An impacted tooth basically means that it is “stuck” and will not erupt into function. The maxillary canine or the upper eye tooth is a common tooth to become impacted. The cuspid tooth is a critical tooth in the dental arch and plays an important role in your “bite”. The cuspid teeth are very strong and have the longest roots of all your dentition. They are designed to be the first teeth that touch when your jaws close together so they guide the rest of the teeth into the proper bite.
Early recognition of impacted eye teeth: key to successful treatment: The older the patient, the more likely an impacted eye tooth will not erupt by nature’s forces alone even if the space is available for the tooth to fit in the dental arch. It is important to determine whether all the adult teeth are present or are some adult teeth missing or if there are extra teeth present or possible growths that are blocking the eruption of the eye tooth. Extreme crowding or too little space available may cause an eruption problem with the eye tooth in the future. An exam is usually performed by a general dentist who will refer you to a dental specialist if a problem is identified. Treating such a problem may involve an orthodontist placing braces to open spaces to allow for proper eruption of the adult teeth. Treatment may also require an oral surgeon for extraction of teeth that are blocking the eruption of the important eye teeth. The oral surgeon will also need to remove any extra teeth (supernumerary teeth) or growths that are blocking eruption of any of the adult teeth. If the eruption path is cleared and the space is opened up by age 11 or 12, there is a good chance the impacted eye tooth will erupt with nature’s help alone. If the eye tooth is allowed to develop too much (age 13-14), the impacted eye tooth may not erupt by itself even with the space cleared for its eruption. If the patient is too old (over 40), there is a much higher chance the tooth will be fused in position. In these cases the tooth will not budge despite all the efforts of the orthodontist and oral surgeon to erupt it into place. Unfortunately, the only option at this point is to extract the impacted tooth and consider an alternate treatment to replace it in the dental arch (crown on a dental implant or a fixed bridge).
In some cases where the eye teeth have not erupted spontaneously, an orthodontist and oral surgeon can work together to get these eye teeth to erupt. Each case will be evaluated on a case by case basis. Treatment will usually involve a combined effort between the orthodontist and oral surgeon. The most common scenario will call for the orthodontist to place braces on the teeth (at least the upper arch). A space will be opened to provide room for the impacted tooth to be moved into its proper position in the dental arch. If the baby eye tooth has not fallen out already, it is usually left in place until the space for the adult eye tooth is ready. Once the space is ready, the orthodontist will refer the patient to the oral surgeon to have the impacted eye tooth exposed and bracketed.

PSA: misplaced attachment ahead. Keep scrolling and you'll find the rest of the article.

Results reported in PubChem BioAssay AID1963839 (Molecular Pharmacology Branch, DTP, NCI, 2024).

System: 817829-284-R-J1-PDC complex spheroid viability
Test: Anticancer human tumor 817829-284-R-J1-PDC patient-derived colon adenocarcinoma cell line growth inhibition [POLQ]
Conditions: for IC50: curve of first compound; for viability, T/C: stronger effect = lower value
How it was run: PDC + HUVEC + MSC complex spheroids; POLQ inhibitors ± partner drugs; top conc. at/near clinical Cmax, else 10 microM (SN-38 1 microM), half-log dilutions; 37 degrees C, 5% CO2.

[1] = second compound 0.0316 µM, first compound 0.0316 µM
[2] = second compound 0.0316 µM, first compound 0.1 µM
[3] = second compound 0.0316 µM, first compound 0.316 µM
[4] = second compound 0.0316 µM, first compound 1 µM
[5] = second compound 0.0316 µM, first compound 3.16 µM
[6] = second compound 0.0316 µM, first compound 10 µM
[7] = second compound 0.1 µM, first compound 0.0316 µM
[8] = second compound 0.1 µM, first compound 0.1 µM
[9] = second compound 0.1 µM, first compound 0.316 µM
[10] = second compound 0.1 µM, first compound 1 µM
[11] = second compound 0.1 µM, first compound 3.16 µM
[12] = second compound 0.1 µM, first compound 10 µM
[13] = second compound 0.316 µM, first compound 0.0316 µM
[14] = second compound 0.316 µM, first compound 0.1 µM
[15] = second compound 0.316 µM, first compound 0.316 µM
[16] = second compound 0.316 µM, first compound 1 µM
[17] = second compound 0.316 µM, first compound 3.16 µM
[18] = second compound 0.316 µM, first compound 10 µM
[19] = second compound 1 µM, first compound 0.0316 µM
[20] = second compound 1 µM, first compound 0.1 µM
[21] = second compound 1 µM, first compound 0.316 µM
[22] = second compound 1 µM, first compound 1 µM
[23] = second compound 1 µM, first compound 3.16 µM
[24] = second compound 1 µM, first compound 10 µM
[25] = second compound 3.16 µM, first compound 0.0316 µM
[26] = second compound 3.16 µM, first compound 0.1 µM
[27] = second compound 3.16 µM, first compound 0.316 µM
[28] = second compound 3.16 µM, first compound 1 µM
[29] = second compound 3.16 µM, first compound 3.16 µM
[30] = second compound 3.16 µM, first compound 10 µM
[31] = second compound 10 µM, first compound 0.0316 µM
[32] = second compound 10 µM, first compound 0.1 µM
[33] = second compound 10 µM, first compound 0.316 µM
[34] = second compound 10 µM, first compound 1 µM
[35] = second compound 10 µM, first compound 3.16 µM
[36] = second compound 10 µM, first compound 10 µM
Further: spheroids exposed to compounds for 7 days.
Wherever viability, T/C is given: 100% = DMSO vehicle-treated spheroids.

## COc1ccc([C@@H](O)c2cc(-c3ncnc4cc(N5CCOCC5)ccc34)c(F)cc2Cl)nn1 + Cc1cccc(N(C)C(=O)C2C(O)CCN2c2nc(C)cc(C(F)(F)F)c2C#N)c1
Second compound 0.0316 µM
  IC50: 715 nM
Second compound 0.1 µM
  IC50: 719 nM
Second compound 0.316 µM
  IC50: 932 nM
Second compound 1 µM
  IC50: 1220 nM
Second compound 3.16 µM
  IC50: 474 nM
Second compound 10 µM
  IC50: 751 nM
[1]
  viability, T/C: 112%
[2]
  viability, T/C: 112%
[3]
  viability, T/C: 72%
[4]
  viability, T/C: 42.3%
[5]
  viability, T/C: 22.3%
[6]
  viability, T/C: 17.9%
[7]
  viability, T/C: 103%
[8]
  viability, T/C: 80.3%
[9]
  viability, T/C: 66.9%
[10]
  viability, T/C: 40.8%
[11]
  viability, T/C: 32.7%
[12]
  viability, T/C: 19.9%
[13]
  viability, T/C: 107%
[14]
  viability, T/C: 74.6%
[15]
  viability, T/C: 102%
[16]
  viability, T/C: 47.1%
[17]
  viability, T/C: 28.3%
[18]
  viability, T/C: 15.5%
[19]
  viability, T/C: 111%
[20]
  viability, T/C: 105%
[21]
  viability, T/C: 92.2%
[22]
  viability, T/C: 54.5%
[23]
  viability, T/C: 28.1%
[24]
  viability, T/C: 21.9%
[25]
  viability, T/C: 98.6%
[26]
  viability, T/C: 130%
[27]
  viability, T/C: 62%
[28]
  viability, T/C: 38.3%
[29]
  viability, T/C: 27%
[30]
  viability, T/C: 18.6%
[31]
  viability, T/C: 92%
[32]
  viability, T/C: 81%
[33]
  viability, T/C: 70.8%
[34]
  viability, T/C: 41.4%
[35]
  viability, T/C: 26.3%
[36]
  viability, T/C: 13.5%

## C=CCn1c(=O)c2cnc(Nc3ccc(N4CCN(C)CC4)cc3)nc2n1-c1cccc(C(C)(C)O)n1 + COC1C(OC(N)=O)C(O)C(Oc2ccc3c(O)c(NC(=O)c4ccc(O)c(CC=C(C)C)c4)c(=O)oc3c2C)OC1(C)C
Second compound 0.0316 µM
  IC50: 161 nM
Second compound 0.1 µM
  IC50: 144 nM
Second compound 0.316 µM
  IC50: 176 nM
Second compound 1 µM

In a simple surgical procedure performed by the oral surgeon, the impacted tooth will be exposed. If there is a baby tooth present, it will be removed at the same time. Once the tooth is exposed, an orthodontic bracket will be bonded to the exposed tooth. The bracket will have a miniature gold chain attached to it. The oral surgeon will guide the chain back to the orthodontic arch wire where it will be temporarily attached. Sometimes the surgeon will leave the exposed impacted tooth completely uncovered. Within two weeks of surgery, the patient will return to the orthodontist to begin light traction forces on the impacted tooth. This will begin the process of moving the tooth/teeth into their proper place in the dental arch. This process can take up to a full year to complete. The goal is to erupt the impacted tooth and not to extract it. Once the tooth is moved into the arch in its final position, the gum around it will be evaluated to make sure it is strong and healthy. In some circumstances, especially those where the tooth had to be moved a long distance, there may be need of some minor gum surgery. Your dentist or orthodontist will explain this situation to you if it applies to your specific situation.
Recent studies have revealed that with early identification of impacted eye teeth (or any other impacted tooth other than wisdom teeth), treatment should be initiated at a younger age.
The surgery to expose and bracket an impacted tooth is a very straight forward surgical procedure. You can expect a limited amount of bleeding from the surgical sites after surgery. Although there will be some discomfort after surgery at the surgical sites, most patients find Tylenol or Advil to be more than adequate to manage any pain they may have. Within 2-3 days after surgery there is usually little need for any medication at all. There may be some swelling from holding the lip up to visualize the surgical site; it can be minimized by applying ice packs to the lip for the afternoon after surgery. Bruising is not a common finding at all after these cases. A soft diet is recommended at first, but you may resume your normal diet as soon as you feel comfortable chewing. It is advised that you avoid sharp food items like crackers and chips as they will irritate the surgical site. Your should have a follow up visit 7-10 days after surgery to evaluate the healing process and make sure you are maintaining good oral hygiene. You should plan to see your orthodontist within 1-14 days to activate the eruption process. Should you have any questions or concerns after surgery, simply call Pearlmax (619)-29 PEARL.